AKRON (Jan. 6, 2003)—Solid reading skills are essential, invaluable assets for successful automotive service personnel.
The ability to read and totally comprehend the written word is no longer a nice thing to possess—it's a must-have talent in today's competitive automotive marketplace.
To look at the issue another way, consider the carpenter's expression: “Measure twice, cut once.” Perhaps the axiom for a good technician ought to be read twice, wrench once. All too often I find people doing very much the opposite: Wrenching (dismantling things and/or needlessly replacing parts) first and reading later when wrenchin' hasn't fixed the vehicle.
In previous columns, I have argued that the auto repair industry's image was already in serious trouble by the time I entered the trade as a teenager in the 1960s. By then I was already acquainted with the expression, “If these guys could read well, they wouldn't be turning wrenches for a living!”
The source of this pointed remark was a motorist who'd suffered at the hands of quasi-mechanics who were either too proud or too dense to read some kind of resource material before committing to a course of action. To make matters worse, the true professional who finally fixed his vehicle said the solution was available to anyone who bothered to open a shop manual.
In the real world, simply opening a shop manual (traditional book or CD/DVD) doesn't always provide the answers we really need. But consulting some kind of source material is a sensible first step—albeit one that requires reading skills. What's more, the motorist's negative reaction is not only understandable but frightening when you wonder how many times this incident has occurred in our business.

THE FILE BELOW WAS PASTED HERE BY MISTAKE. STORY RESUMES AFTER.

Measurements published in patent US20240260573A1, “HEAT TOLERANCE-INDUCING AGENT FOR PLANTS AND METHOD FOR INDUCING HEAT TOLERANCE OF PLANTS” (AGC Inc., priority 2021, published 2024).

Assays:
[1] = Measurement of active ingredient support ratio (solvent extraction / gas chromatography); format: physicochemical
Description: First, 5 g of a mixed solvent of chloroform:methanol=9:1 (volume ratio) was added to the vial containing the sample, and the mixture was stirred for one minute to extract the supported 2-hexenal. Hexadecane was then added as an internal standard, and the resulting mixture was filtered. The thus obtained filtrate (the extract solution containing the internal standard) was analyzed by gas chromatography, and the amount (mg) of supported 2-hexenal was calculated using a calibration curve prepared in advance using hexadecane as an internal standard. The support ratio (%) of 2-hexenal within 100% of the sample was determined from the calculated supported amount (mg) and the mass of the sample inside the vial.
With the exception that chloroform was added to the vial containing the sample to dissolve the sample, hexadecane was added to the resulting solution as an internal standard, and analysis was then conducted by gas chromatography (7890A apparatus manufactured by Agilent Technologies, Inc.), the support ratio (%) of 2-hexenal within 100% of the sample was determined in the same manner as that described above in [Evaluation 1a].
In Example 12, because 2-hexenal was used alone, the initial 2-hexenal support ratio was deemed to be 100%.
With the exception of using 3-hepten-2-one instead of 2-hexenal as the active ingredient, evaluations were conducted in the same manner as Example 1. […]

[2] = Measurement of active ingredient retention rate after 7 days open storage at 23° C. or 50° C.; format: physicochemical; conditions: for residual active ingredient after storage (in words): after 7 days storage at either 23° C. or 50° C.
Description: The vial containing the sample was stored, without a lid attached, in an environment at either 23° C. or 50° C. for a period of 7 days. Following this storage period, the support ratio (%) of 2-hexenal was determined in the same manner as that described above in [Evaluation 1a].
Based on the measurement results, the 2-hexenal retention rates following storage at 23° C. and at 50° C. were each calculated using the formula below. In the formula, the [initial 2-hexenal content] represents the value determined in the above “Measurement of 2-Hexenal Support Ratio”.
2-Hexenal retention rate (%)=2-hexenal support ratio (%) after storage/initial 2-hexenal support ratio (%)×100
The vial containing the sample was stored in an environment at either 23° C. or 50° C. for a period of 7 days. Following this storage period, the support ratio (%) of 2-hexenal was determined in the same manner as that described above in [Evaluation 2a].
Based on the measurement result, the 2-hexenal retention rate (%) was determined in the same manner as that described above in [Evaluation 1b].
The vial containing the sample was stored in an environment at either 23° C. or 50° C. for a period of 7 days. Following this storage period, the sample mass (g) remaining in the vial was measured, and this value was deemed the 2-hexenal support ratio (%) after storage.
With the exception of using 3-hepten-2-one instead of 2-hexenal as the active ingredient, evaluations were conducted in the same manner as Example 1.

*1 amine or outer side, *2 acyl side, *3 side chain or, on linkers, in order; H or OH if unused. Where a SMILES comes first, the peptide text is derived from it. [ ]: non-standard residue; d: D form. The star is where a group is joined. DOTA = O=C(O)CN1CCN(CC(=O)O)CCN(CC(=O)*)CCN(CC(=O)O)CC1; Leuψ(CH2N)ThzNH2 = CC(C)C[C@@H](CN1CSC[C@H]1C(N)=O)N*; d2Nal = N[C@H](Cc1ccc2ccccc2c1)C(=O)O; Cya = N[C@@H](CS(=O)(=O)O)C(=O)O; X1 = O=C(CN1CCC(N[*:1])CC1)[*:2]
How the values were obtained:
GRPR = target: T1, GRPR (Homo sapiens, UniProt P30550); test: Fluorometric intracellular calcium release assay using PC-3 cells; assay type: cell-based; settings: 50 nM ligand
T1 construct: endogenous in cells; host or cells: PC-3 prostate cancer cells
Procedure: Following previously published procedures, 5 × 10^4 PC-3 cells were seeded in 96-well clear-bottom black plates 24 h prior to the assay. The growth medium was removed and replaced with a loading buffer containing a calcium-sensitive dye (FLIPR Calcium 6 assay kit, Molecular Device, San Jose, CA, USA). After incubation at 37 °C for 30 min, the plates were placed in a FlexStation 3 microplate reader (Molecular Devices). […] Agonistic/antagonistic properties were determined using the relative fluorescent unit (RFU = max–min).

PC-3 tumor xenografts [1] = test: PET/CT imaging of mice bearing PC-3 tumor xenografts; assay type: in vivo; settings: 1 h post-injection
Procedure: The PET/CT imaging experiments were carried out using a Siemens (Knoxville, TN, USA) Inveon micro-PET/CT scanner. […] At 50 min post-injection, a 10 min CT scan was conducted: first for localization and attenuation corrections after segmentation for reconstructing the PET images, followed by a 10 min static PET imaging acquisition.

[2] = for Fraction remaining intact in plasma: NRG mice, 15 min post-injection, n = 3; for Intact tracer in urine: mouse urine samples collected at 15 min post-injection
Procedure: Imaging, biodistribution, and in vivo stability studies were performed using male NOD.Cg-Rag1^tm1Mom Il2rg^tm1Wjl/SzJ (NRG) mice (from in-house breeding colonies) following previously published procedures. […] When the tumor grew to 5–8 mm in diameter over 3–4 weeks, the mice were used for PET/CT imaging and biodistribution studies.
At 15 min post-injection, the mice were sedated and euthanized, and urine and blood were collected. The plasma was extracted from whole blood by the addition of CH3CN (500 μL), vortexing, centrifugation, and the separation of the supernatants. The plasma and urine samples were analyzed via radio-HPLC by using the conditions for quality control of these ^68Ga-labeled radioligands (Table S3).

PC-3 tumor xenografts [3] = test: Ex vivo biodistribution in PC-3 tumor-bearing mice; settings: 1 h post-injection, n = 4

As the auto repair industry battles to rebuild its image, another thing that has always concerned me is the sense that opening a book isn't manly or mature. To put it bluntly, if real men don't eat quiche, then real men also don't open books. They just attack with an air chisel or impact guns and ask questions later. Listen to them or, better yet, watch them work and you'll understand what I mean.
Owners and managers who still think there's something wrong with a worker who has to open a book or consult a data CD or DVD only aggravate and perpetuate this attitude. These bosses need a serious reality check. Many repair jobs today require a minimum of 10-15 minutes of book or computer time to prepare the tech for the task ahead.
Paul Grech, an old colleague of mine, addresses this issue better than anyone I know. Mr. Grech, owner of Allied Engine and Auto Repair, has operated a full-service shop at the same site in downtown San Francisco for almost 30 years. Inside his shop you'll see a professionally lettered sign that says don't be alarmed if you see us opening a book first. Rather, be wary if we don't open a book at all!
Mr. Grech nailed it—there's simply too much we're supposed to know about too many makes and models to get by without reading source material every day.
If your tire dealership or service shop is serious about surviving and thriving in this business, then you've got to take reading skills seriously. First, you have to convince all service personnel that doing the appropriate homework beforehand is part of their job description instead of an afterthought. Create an atmosphere in which cracking a book, consulting a CD or going online is the norm rather than the exception. Maybe the issue should be clarified in your employee manual, too.
A critical key to encouraging this basic “homework” is to charge enough to cover the time via a diagnostic fee or an “informed” labor rate.
Unfortunately, functionally illiterate workers are everywhere. Therefore, watch for clues that suggest an employee has trouble reading. For example, he or she doesn't seem to understand very basic written instructions or stubbornly resists reading any kind of printed material.
When you recognize these clues, your challenge as an effective boss and leader is to rectify the situation without losing a good worker. Try counseling the employee in private and then motivate him or her to enroll in an adult education remedial reading class of some kind. Long-term, you'll be glad you did.